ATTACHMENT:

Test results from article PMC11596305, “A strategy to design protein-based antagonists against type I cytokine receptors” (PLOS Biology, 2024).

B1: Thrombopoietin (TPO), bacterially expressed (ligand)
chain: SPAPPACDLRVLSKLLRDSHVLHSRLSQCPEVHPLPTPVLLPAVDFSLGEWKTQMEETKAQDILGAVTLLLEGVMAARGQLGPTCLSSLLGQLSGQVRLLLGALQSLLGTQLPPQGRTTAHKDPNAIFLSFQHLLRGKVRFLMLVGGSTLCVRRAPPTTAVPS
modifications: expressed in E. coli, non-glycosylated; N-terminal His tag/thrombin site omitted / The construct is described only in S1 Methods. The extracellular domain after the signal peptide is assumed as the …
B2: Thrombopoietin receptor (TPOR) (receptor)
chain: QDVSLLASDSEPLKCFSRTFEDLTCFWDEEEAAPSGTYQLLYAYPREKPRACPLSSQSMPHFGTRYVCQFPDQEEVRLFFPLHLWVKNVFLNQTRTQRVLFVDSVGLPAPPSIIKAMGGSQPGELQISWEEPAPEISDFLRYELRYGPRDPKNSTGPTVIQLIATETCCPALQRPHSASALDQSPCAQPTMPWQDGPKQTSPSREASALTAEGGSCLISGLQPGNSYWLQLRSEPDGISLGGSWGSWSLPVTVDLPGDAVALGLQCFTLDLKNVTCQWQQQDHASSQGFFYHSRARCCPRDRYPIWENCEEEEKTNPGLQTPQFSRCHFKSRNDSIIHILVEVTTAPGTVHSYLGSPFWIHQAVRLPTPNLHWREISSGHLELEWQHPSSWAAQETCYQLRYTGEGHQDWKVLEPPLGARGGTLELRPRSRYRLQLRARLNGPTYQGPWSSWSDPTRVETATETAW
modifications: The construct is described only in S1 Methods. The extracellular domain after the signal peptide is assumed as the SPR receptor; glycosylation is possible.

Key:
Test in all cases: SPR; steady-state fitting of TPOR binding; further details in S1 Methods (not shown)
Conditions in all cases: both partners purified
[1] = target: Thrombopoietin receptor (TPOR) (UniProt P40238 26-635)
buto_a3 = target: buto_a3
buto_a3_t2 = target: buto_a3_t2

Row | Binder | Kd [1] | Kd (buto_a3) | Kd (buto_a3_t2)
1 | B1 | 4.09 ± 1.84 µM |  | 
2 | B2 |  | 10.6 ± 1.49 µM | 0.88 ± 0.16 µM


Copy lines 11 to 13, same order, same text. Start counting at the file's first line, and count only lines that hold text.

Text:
[1] = target: Thrombopoietin receptor (TPOR) (UniProt P40238 26-635)
buto_a3 = target: buto_a3
buto_a3_t2 = target: buto_a3_t2